A little girl discovers dreams do come true if you really believe. Six-year-old Susan has doubts about childhood's most enduring miracle - Santa Claus. Her mother told her the "secret" ... See full summary »
The first half of this film, set hundreds of years ago, shows how the old man who eventually became Santa Claus was given immortality and chosen to deliver toys to all the children of the world. The second half moves into the modern era, in which Patch, the head elf, strikes out on his own and falls in with an evil toy manufacturer who wants to corner the market and eliminate Santa Claus.
A little girl discovers dreams do come true if you really believe. Six-year-old Susan has doubts about childhood's most enduring miracle - Santa Claus. Her mother told her the "secret" about Santa a long time ago, so Susan doesn't expect to receive the most important gifts on her Christmas list. But after meeting a special department store Santa who's convinced he's the real thing, Susan is given the most precious gift of all - something to believe in. Written by
Robert Lynch <email@example.com>
There is a seen in the department store (Cole's) where Mrs. Walker (Elizabeth Perkins) is standing on the second floor looking down at a group of children below. Her hair is pulled back in a low ponytail and she is talking to Mr. Shellhammer. This is a shout out to a scene in "Big" in which Elizabeth Perkins also stars. In "Big" she is also standing on the second floor with the same hair style looking down at a group of children below talking to Paul (John Heard). See more »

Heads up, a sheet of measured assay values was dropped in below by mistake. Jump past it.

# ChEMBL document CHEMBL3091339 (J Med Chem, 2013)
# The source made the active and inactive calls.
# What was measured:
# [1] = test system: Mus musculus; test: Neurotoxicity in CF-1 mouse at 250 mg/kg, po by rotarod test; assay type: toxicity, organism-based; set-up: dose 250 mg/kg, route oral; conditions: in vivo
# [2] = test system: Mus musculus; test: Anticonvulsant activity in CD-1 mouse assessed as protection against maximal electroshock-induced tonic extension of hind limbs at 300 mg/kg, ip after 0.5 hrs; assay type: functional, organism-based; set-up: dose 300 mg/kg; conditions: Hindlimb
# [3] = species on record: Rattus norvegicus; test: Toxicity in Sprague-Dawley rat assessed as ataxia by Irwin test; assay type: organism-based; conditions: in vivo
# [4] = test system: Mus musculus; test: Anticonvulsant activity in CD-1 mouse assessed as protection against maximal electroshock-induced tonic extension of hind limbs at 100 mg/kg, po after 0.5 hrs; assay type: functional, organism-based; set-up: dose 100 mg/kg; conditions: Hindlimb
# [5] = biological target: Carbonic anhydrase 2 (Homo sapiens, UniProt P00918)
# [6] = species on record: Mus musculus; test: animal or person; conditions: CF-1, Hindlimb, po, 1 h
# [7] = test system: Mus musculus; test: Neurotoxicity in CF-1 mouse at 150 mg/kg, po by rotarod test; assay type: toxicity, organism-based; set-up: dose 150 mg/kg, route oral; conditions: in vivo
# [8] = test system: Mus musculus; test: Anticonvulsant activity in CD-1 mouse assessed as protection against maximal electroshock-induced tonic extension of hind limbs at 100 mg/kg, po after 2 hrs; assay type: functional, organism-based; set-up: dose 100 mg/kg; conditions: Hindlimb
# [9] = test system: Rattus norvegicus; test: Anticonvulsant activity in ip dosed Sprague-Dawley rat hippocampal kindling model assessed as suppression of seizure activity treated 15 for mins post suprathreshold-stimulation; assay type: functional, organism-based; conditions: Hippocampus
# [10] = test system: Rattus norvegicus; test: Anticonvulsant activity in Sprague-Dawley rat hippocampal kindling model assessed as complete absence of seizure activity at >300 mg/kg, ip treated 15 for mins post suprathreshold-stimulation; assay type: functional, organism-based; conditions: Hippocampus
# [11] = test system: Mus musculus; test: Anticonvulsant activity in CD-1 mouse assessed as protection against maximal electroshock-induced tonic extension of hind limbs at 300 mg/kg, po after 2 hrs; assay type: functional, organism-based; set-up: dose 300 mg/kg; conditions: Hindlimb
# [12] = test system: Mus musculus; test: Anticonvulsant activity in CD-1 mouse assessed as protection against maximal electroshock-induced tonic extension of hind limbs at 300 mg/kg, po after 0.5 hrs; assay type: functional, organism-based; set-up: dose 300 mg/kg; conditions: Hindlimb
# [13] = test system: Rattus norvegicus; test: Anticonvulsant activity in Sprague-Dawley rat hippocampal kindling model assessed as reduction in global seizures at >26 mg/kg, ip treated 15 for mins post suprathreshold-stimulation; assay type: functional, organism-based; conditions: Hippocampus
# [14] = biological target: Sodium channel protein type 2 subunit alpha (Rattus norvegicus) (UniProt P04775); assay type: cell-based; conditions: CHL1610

When Jack and Alberta have dropped Kris off at the old folks' home and Jack is returning to the limousine, you can see Alberta's crossed legs through the open door. When Jack enters the car, however, Alberta's legs are completely covered by her overcoat. See more »
I watch it every year. I've read negative reviews of Mara Wilson's performance but I think she is charming and smart but not at all obnoxious or know-it-all as others have said. She is acting over maturely as she was raised by her no-nonsense and jaded mother. Her subtle winks and expressions are very apropos to her role and she interacts very well with Mr. Kringle. (Perhaps I like her because she looks like my daughter when she was little.) Regardless, I love the way this story is told and Mara makes it for me. Even though logically she was taught that Santa was not real, as a little girl she was still willing to believe. Take a little joy in believing! I hope you enjoy :)
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